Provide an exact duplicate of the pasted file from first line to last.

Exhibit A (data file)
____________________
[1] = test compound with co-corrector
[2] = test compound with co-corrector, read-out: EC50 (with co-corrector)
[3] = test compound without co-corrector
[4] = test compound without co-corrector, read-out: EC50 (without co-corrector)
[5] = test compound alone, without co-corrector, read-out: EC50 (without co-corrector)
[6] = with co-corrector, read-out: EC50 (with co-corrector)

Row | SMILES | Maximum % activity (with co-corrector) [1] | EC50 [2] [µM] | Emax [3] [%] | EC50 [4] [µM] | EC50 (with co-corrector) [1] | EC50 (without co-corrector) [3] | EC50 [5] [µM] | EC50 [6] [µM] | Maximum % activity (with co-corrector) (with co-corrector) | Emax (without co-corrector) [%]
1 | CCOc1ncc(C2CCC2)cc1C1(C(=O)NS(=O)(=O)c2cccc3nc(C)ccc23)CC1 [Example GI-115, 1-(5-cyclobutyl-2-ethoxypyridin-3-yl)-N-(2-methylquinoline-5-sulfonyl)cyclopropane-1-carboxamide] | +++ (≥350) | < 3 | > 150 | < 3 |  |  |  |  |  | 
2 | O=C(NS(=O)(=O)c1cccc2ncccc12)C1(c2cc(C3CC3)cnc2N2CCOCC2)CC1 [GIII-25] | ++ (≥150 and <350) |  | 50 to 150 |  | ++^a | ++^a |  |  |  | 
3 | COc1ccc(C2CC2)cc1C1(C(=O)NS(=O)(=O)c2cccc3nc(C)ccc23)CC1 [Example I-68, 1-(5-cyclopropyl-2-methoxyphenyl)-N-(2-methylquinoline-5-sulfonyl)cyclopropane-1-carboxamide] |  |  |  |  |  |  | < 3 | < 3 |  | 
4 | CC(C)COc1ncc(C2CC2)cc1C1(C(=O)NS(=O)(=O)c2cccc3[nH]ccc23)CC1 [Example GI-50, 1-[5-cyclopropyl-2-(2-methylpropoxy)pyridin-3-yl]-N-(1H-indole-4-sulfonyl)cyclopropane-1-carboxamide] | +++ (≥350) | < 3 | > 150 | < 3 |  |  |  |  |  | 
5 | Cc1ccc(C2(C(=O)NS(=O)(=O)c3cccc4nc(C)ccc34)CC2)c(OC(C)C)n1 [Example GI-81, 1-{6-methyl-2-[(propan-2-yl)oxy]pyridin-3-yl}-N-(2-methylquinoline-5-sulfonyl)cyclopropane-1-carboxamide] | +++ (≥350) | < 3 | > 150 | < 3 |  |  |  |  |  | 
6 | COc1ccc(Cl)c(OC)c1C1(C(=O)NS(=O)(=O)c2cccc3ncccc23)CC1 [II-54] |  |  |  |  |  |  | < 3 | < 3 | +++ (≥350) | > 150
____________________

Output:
[1] = test compound with co-corrector
[2] = test compound with co-corrector, read-out: EC50 (with co-corrector)
[3] = test compound without co-corrector
[4] = test compound without co-corrector, read-out: EC50 (without co-corrector)
[5] = test compound alone, without co-corrector, read-out: EC50 (without co-corrector)
[6] = with co-corrector, read-out: EC50 (with co-corrector)

Row | SMILES | Maximum % activity (with co-corrector) [1] | EC50 [2] [µM] | Emax [3] [%] | EC50 [4] [µM] | EC50 (with co-corrector) [1] | EC50 (without co-corrector) [3] | EC50 [5] [µM] | EC50 [6] [µM] | Maximum % activity (with co-corrector) (with co-corrector) | Emax (without co-corrector) [%]
1 | CCOc1ncc(C2CCC2)cc1C1(C(=O)NS(=O)(=O)c2cccc3nc(C)ccc23)CC1 [Example GI-115, 1-(5-cyclobutyl-2-ethoxypyridin-3-yl)-N-(2-methylquinoline-5-sulfonyl)cyclopropane-1-carboxamide] | +++ (≥350) | < 3 | > 150 | < 3 |  |  |  |  |  | 
2 | O=C(NS(=O)(=O)c1cccc2ncccc12)C1(c2cc(C3CC3)cnc2N2CCOCC2)CC1 [GIII-25] | ++ (≥150 and <350) |  | 50 to 150 |  | ++^a | ++^a |  |  |  | 
3 | COc1ccc(C2CC2)cc1C1(C(=O)NS(=O)(=O)c2cccc3nc(C)ccc23)CC1 [Example I-68, 1-(5-cyclopropyl-2-methoxyphenyl)-N-(2-methylquinoline-5-sulfonyl)cyclopropane-1-carboxamide] |  |  |  |  |  |  | < 3 | < 3 |  | 
4 | CC(C)COc1ncc(C2CC2)cc1C1(C(=O)NS(=O)(=O)c2cccc3[nH]ccc23)CC1 [Example GI-50, 1-[5-cyclopropyl-2-(2-methylpropoxy)pyridin-3-yl]-N-(1H-indole-4-sulfonyl)cyclopropane-1-carboxamide] | +++ (≥350) | < 3 | > 150 | < 3 |  |  |  |  |  | 
5 | Cc1ccc(C2(C(=O)NS(=O)(=O)c3cccc4nc(C)ccc34)CC2)c(OC(C)C)n1 [Example GI-81, 1-{6-methyl-2-[(propan-2-yl)oxy]pyridin-3-yl}-N-(2-methylquinoline-5-sulfonyl)cyclopropane-1-carboxamide] | +++ (≥350) | < 3 | > 150 | < 3 |  |  |  |  |  | 
6 | COc1ccc(Cl)c(OC)c1C1(C(=O)NS(=O)(=O)c2cccc3ncccc23)CC1 [II-54] |  |  |  |  |  |  | < 3 | < 3 | +++ (≥350) | > 150